Too bad the psychopathic geoengineers are spraying the oceans to keep methane frozen.  They're poisoning the entire food chain.  Our military and NASA are trying to break up methane in the atmosphere by shooting electromagnetic waves from two sides at it.  They are decimating our ozone layer....It is not hairspray use.  This lets ultraviolet B and C in at enormous levels, destroying the plankton and thus everything in the food chain.  Somebody oughta tell President Obama and other country leaders that their 'Science Advisors' are depopulation experts bamboozling our 'leaders' into allowing them to carry out the largest genocide and ecocide in human history.  God help us all, because we don't have much time to stop them and fix it.

Bailey Arthur
Bailey Arthur

Eliminating any animal completely from the oceans ecosystem would affect the food chain and how animals feed individually. Whales eating their share of krill and fish does not eliminate all the food sources for the worlds population. To say that whaling is a necessity would be ignorant. 

If plankton and other organisms respond positively to the whales presence I don't see a need to put an endangered species completely extinct. Whales are beautiful creatures that should be protected and studied, not killed off for greed. There are plenty of fish in the sea for everyone, and any animal endangerment should not be encouraged or condoned.

tamanna tasneem
tamanna tasneem

Hopefully these observations will help human being to be more understanding about the nature and abandon silly ideas!

walker paradine
walker paradine

most Politian's are so ignorant of the problem, they will screw it up so bad that we will die of hunger for one more vote or study

Russ Nash
Russ Nash

Masayuki Komatsu: "there are too many" minke whales, calling them "the cockroach of the ocean"... If there are "cockroaches" in our oceans, they will surely not be the whales. Look in the mirror.

Secret drudown
Secret drudown

Let's be intellectually honest. More "fish" and "plankton" for Whales does not in any rational sense equate to more pelagic fish, i.e., the latter are (literally) being "fished out" by unregulated commercial fishing. 


The US (or China) should be proposing a unified "policing" of the shared Pacific with Russia, Japan and a collaboration of smaller sovereigns. Like the available supply of fresh, potable water (i.e., far more valuable to drink and irrigate crops than to "frack" for energy when less onerous means- that do not THREATEN the very lifeblood of water- are READILY AVAILABLE) the oceanic resources need to be PROTECTED via REGULATION. Sorry, the SAME entities trying to BANKRUPT the US, UK and EU and DISRUPT cooperation between Russia, China and the US (that is their biggest fear strategically) cannot say "but there is no money" or "it isn't the government's duty." What a lie. See Article I, Section 8. It is Congress' LEGAL DUTY.


Res ipsa loquitur.


"Paid for" scientific conclusions (see, e.g., "Climate Change is uncertain despite EVIDENCE of record surface temperatures in last 15 years) with unfounded, unprovable conclusions aren't really subject to the Scientific Method and, as such, are not Science, e.g., more Arctic ice "disproves" Global Warming and self-evident "desertification."


Say.


Instead of "imposing sanctions" at home (see, e.g., "no new taxes, ever" and abroad (see, e.g., fining Russia for establishing order pursuant to Monroe Doctrine exercisable by Russia, EU, China, et al.)….why don't we all WIPE AWAY MAN-MADE debt and engage on the largest infrastructure initiative to date: vast DESALINATION PLANTS and VAST IRRIGATION systems to offset "decertification" and AVOID A FABRICATED "crisis" in such integral areas of our SHARED SURVIVAL, e.g., REGULATING and WHOLLY SUBSIDIZING PROPER INDUSTRIAL WASTE DISPOSAL and eliminating oceanic pollution by "restarting" arbitrary, made up obligations crated by (enter JAWS music) Foreign corruption wanting to ruin government with the Military Might. Think well on this.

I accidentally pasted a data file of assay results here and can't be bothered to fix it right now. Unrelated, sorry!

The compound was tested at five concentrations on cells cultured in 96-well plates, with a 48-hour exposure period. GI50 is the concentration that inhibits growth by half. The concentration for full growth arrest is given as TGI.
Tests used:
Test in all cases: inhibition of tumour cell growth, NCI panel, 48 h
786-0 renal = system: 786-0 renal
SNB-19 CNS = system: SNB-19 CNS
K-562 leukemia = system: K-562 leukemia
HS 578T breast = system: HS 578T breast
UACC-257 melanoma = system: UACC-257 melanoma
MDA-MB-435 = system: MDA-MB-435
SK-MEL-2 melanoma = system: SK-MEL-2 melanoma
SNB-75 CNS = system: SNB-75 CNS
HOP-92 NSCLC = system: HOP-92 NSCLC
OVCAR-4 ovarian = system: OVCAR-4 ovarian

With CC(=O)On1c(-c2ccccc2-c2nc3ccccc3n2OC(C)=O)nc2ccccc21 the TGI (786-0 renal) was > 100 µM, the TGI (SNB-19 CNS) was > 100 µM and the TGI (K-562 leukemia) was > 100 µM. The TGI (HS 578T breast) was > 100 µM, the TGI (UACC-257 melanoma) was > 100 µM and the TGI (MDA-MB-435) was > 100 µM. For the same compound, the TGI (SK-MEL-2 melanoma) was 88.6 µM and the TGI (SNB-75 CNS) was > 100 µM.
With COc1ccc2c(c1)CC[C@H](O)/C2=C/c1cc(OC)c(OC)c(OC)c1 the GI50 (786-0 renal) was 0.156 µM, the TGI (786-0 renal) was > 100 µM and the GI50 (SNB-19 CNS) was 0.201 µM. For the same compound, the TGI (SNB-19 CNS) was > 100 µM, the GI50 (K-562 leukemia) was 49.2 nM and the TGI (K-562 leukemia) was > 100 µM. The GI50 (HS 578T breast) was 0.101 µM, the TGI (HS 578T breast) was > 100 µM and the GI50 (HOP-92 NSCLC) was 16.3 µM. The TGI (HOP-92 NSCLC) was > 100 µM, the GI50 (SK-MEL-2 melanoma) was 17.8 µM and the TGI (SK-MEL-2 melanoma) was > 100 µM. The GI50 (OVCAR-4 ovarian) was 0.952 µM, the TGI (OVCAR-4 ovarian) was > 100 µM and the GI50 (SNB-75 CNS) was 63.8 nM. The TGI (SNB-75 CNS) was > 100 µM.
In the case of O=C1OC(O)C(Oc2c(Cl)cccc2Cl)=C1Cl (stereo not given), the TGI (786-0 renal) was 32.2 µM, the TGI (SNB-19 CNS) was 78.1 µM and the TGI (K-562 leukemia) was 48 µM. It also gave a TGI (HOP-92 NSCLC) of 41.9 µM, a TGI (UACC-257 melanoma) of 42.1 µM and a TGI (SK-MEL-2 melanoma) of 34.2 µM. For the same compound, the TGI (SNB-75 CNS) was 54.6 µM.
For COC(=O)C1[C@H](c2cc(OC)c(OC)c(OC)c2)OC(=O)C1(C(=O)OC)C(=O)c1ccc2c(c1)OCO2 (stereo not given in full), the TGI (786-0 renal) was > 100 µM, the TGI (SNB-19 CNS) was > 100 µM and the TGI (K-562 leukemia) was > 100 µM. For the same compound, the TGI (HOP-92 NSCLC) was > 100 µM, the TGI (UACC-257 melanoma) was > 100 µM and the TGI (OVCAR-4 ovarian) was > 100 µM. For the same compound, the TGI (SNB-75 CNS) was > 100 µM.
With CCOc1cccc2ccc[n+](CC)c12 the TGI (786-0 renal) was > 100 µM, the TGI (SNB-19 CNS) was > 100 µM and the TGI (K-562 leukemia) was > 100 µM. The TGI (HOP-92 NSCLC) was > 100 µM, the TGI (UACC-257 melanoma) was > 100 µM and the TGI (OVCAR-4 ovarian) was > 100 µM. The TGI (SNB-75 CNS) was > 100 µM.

"After the event, even the fool is wise." - Viscount Symonds



KENNETH LANE
KENNETH LANE

This pipeline of nutrients by whales makes sense and the fact that other species are gaining numbers makes it a win, win.  Time for some rational approaches to our planets problems--------enough of the politics and silliness.

Amjad Khalaf
Amjad Khalaf

thanks god for these information you may save world some day


Eric Paul
Eric Paul

@MJ Darling - I'm all for saving the Ozone layer as well, but take off your tinfoil hat.  There are A LOT easier ways to enact genocide on the world's population, if that was their true intentions.  But yes, the world's military powers are responsible for a large amount of environmental destruction.

Achlen Daniel-Browne
Achlen Daniel-Browne

@Russ Nash

Some of these Dolts don't even have the presence of mind to not overfish so the fish have a chance to breed & make more fish.

Achlen Daniel-Browne
Achlen Daniel-Browne

@Russ Nash

You'd be amazed how clueless some people are, so they wouldn't understand your analogy.

Actually, cockroaches are a bad comparison, as they are scavengers that clean up things, it's just that they transport diseases along the way, as do rats & mice.


A better analogy is that Many Humans are the Cancer of the Oceans & the Rest of the Planet.

Todd Brown
Todd Brown

@Secret drudown Does your mom bring breakfast down to you or do you have to leave your mom's basement in order to get something to eat?

Sorry to be snarky, but what the heck are you talking about or where did you copy and paste your diatribe from?

Ching Fong Lau
Ching Fong Lau

@Владимир Предоев Well, mosquitoes are food for some insectivorous creatures. i'm sure some organisms also feed on ticks, flukes, flatworms etc, the role might not be great (i dont know) but still, it's a role they play in the ecosystem. Anyway, I suppose you consider these species as parasites to larger animals including human. they spread diseases and kill the host species. Good thing about this is that the infection/killing eliminate the weaker individuals, it might also help to boost the immune system (think when you have stronger virus, someone will create a more powerful antivirus). Also, the weaker gene will be eliminated, which in turn help the evolution of the species.. I do think mosquitoes and ticks' bites are annoyingly itchy!!